Most New Zealanders who used education and training services in the past 12 months did so because they chose to, which is higher than average (72% compared with 51%). Only 9%, compared with a survey average of 32%, did so because they felt it was a government requirement. For the survey as a whole, New Zealanders who had chosen to use a service were more likely to be satisfied overall and in particular to agree that it was an example of good value for tax dollars spent.

How are they contacting education and training services?

Most New Zealanders who used education and training services contacted them by 'visiting an office or location' (44%). The second most common contact method was to call on the telephone (21%) and 19% received a letter. All of these proportions were close to the survey averages. A relatively high proportion sent or received an email: 8% compared with a survey average of 3%. When asked how they would prefer to contact this service grouping, 20% said they would prefer to use email, 12% said they would like to use a website compared with the 6% who did and only 10% said they preferred to use mail.

Satisfaction with contact methods was high for this service grouping: 77% compared with the survey average of 70%. Education and training services were also rated highly for accessibility: 78% found them easy to access on their most recent service experience compared with an average of 74%.

Performance against the drivers

New Zealanders were asked about satisfaction with their most recent service experience. Satisfaction with education and training services was 75%, higher than the survey average of 68% and the third highest satisfaction rating of all the service groupings.

Kiwis Count measured satisfaction in relation to the six main 'drivers', or factors, which influence New Zealanders' satisfaction with public services. The results were broken down into the nine service groupings. The following graph shows average satisfaction and satisfaction with education and training services for the six drivers.

This service grouping performed above average for five of the six drivers, but with a relatively small percentage point difference compared with the overall satisfaction score for this service grouping. This suggests that there may be other factors which have contributed to satisfaction with this service grouping. These could be identified through further analysis. The best performing driver was 'you were treated fairly'. Satisfaction was also high on 'staff were competent', although this was only just above the average. Performance was lowest on 'it's an example of good value for tax dollars spent', although this was still above the average for this driver. Education and training services performed slightly below average on 'staff kept their promises'.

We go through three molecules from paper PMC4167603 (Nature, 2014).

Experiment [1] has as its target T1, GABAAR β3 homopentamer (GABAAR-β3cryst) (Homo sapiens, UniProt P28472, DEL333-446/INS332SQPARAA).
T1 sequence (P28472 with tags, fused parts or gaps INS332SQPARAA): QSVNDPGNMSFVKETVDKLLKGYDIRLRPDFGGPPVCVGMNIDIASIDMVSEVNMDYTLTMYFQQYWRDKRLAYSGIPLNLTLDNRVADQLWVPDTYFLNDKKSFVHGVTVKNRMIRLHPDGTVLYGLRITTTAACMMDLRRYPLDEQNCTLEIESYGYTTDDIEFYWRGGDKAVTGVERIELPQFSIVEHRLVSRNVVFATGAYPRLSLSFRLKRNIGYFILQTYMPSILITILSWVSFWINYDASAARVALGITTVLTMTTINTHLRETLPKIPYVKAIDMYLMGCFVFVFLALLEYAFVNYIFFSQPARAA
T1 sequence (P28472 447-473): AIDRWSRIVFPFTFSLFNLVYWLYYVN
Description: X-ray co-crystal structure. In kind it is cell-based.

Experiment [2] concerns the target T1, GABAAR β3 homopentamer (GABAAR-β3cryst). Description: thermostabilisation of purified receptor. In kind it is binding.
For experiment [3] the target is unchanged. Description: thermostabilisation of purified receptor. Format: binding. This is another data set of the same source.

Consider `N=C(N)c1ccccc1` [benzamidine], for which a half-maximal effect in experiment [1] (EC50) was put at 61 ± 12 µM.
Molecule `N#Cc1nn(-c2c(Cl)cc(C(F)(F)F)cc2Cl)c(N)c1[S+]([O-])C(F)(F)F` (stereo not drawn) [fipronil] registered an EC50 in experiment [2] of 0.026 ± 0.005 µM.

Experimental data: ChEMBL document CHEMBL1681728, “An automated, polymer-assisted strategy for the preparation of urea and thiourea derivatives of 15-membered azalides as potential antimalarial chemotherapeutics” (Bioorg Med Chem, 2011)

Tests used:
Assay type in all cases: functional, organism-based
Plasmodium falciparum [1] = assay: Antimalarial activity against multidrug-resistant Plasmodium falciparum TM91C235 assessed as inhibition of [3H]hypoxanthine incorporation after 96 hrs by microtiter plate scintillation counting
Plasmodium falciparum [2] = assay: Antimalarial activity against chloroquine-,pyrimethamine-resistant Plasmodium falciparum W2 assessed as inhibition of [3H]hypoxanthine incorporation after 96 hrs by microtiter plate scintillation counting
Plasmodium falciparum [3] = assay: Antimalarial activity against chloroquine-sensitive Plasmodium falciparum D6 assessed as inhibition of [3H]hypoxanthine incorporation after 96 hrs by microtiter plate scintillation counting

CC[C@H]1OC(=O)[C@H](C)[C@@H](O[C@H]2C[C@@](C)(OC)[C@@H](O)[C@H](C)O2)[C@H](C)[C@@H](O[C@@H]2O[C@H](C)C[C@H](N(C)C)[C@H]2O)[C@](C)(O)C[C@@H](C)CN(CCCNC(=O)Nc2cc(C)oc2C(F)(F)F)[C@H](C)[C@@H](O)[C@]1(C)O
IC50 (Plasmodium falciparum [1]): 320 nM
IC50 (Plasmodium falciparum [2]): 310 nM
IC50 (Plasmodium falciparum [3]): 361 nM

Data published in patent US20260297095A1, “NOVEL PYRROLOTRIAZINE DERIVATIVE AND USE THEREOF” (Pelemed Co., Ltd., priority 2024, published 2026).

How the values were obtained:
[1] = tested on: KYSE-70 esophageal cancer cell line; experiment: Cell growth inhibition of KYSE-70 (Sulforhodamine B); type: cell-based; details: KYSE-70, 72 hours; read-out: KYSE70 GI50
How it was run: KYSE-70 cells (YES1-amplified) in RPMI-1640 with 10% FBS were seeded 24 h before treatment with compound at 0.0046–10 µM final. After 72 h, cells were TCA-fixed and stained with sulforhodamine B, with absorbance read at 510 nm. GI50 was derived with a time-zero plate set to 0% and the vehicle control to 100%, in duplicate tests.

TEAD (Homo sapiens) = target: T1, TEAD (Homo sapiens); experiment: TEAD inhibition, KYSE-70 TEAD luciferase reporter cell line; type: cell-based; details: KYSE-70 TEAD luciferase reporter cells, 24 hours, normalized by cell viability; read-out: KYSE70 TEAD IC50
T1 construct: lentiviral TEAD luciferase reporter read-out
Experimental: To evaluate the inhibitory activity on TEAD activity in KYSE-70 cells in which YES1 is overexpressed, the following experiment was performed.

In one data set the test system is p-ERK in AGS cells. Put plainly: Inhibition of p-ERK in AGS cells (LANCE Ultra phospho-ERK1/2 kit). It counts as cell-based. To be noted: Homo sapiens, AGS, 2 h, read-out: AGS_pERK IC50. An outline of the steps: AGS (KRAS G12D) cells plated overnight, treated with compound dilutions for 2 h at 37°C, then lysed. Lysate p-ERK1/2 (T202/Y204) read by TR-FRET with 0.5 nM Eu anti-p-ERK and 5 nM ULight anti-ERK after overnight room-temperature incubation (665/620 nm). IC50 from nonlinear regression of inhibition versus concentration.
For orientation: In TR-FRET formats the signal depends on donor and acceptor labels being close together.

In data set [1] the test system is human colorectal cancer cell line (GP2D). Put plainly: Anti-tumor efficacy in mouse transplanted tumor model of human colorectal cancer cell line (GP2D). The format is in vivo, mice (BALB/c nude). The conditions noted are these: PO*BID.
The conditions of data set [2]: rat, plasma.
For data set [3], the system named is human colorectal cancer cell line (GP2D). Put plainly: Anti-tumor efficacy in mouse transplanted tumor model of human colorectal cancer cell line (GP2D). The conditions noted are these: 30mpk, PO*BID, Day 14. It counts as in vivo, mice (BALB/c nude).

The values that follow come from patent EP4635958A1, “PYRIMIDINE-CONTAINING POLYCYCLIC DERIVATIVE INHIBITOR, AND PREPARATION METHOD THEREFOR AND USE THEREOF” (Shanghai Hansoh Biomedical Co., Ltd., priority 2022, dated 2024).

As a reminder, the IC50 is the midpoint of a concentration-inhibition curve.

Performance against the drivers of satisfaction for most recent service experience

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Conclusions

Education and training services performed above average for satisfaction overall and was rated the third highest of the nine service groupings. Performance on the drivers was above average although with a smaller percentage point difference, which suggests that there may be other factors which contribute to satisfaction with this service grouping. Further analysis could identify these. Performance was best on 'you were treated fairly' and was below average on 'staff kept their promises'. Satisfaction was high for contact methods and on ease of accessing services, although this could be further increased by greater use of email and websites for contacting these services.

For more information

See the SSC website:


www.ssc.govt.nz/kiwis-count-research-survey

or email:


newzealanders.experience@ssc.govt.nz